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Thread: How do you feel about 'assumed consent'?

  1. #1

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    Question How do you feel about 'assumed consent'?

    In another thread, a few women said that they didn't know/think/believe that health care providers (HCPs) had to ask a woman for consent to perform an episiotomy (make a cut to her genitals).



    Do you think women should have to give informed consent for an episiotomy?

    Do you think that it is ok for HCPs to assume consent (for an episiotomy) if consent has been given for vacc or forceps?

    Do you think that it is ok for HCPs to assume consent (for an episiotomy) because a woman is in labour and has entered a hospital?

    Do you think it is ok for a woman to refuse a procedure? When/Why? When is it not ok?

  2. #2

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    Do you think women should have to give informed consent for an episiotomy?
    Of course. Its a medical procedure that carries risks.

    Do you think that it is ok for HCPs to assume consent (for an episiotomy) if consent has been given for vacc or forceps?
    No.

    Do you think that it is ok for HCPs to assume consent (for an episiotomy) because a woman is in labour and has entered a hospital?
    Absolutley not!

    Do you think it is ok for a woman to refuse a procedure? When/Why? When is it not ok?
    Yes. Its her body. Each procedure carries risks and its up to her to evaluate the risk vs benefit and give or refuse consent.

  3. #3

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    Do you think women should have to give informed consent for an episiotomy? Yes.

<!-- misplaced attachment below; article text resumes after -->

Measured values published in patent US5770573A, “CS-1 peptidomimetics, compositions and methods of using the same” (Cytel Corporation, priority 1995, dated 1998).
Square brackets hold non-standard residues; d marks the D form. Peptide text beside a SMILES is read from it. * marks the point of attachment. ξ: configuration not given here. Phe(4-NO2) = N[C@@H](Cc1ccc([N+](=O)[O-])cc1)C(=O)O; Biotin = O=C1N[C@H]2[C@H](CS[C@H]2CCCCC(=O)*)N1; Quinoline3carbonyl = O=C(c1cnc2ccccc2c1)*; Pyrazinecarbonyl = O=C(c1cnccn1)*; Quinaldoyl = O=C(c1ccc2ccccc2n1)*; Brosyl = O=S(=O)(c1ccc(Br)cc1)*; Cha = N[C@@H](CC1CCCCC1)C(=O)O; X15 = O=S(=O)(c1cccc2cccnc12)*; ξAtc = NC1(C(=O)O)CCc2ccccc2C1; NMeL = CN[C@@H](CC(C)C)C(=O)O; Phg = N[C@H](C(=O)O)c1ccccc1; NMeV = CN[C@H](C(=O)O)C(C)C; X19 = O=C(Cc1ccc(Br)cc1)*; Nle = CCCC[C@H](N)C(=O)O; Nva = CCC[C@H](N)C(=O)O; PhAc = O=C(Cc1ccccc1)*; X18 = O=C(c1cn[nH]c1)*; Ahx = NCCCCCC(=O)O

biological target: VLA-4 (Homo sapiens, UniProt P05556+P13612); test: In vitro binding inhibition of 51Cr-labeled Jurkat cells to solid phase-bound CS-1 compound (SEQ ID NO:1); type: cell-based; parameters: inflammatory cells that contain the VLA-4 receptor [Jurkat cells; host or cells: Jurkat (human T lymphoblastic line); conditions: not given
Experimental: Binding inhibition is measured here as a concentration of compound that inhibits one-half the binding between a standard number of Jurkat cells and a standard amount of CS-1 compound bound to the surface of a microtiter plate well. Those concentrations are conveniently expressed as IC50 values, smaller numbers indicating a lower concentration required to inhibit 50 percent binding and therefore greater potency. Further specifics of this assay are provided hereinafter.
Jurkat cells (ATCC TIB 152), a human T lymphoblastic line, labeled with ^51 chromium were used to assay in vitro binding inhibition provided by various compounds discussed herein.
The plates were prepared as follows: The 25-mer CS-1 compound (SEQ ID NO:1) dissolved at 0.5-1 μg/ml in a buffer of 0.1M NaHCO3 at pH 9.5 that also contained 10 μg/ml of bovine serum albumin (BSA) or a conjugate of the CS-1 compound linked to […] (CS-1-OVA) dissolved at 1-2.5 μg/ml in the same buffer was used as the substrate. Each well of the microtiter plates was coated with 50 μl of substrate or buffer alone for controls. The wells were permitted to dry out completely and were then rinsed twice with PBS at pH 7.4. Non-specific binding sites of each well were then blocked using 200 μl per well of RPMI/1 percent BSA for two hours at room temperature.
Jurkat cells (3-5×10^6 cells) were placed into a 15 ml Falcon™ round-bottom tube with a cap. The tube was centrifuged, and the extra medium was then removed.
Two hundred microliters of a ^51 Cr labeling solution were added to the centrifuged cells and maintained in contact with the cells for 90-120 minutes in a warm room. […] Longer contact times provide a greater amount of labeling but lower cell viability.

Do you think that it is ok for HCPs to assume consent (for an episiotomy) if consent has been given for vacc or forceps?
    No, in an ideal situation I think they should explain what is involved for vac and forceps, including an episiotomy. I also think that a woman should inform herself on anything that MIGHT happen during her birth, so that she knows what's going to happen anyway and can give/refuse consent even if it hasn't been requested.

    Do you think that it is ok for HCPs to assume consent (for an episiotomy) because a woman is in labour and has entered a hospital?
    Big no.

    Do you think it is ok for a woman to refuse a procedure? When/Why? When is it not ok?
    Yes, whenever, for whatever reason. I believe she should also state WHY she is refusing, just as she would expect the HCP to explain WHY they want to do something. Nobody is a mind reader, there needs to be conversation.

  4. #4

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    Quote Originally Posted by Keike View Post
    Do you think women should have to give informed consent for an episiotomy? Yes.

    Do you think that it is ok for HCPs to assume consent (for an episiotomy) if consent has been given for vacc or forceps?
    No, in an ideal situation I think they should explain what is involved for vac and forceps, including an episiotomy. I also think that a woman should inform herself on anything that MIGHT happen during her birth, so that she knows what's going to happen anyway and can give/refuse consent even if it hasn't been requested.

    Do you think that it is ok for HCPs to assume consent (for an episiotomy) because a woman is in labour and has entered a hospital?
    Big no.

    Do you think it is ok for a woman to refuse a procedure? When/Why? When is it not ok?